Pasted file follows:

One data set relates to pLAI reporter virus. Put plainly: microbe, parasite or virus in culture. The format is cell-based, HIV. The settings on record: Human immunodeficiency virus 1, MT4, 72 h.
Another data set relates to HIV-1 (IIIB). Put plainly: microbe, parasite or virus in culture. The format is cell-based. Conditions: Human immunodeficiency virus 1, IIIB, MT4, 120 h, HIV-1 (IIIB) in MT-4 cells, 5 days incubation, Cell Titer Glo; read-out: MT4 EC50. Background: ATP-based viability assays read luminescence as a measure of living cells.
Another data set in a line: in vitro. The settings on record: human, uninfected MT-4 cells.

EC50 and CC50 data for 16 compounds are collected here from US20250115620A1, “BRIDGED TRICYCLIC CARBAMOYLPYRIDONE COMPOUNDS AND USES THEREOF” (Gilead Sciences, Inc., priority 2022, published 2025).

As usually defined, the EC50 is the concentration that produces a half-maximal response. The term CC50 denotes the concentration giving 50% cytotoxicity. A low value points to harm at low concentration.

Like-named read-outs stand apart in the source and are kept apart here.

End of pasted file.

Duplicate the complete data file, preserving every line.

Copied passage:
One data set relates to pLAI reporter virus. Put plainly: microbe, parasite or virus in culture. The format is cell-based, HIV. The settings on record: Human immunodeficiency virus 1, MT4, 72 h.
Another data set relates to HIV-1 (IIIB). Put plainly: microbe, parasite or virus in culture. The format is cell-based. Conditions: Human immunodeficiency virus 1, IIIB, MT4, 120 h, HIV-1 (IIIB) in MT-4 cells, 5 days incubation, Cell Titer Glo; read-out: MT4 EC50. Background: ATP-based viability assays read luminescence as a measure of living cells.
Another data set in a line: in vitro. The settings on record: human, uninfected MT-4 cells.

EC50 and CC50 data for 16 compounds are collected here from US20250115620A1, “BRIDGED TRICYCLIC CARBAMOYLPYRIDONE COMPOUNDS AND USES THEREOF” (Gilead Sciences, Inc., priority 2022, published 2025).

As usually defined, the EC50 is the concentration that produces a half-maximal response. The term CC50 denotes the concentration giving 50% cytotoxicity. A low value points to harm at low concentration.

Like-named read-outs stand apart in the source and are kept apart here.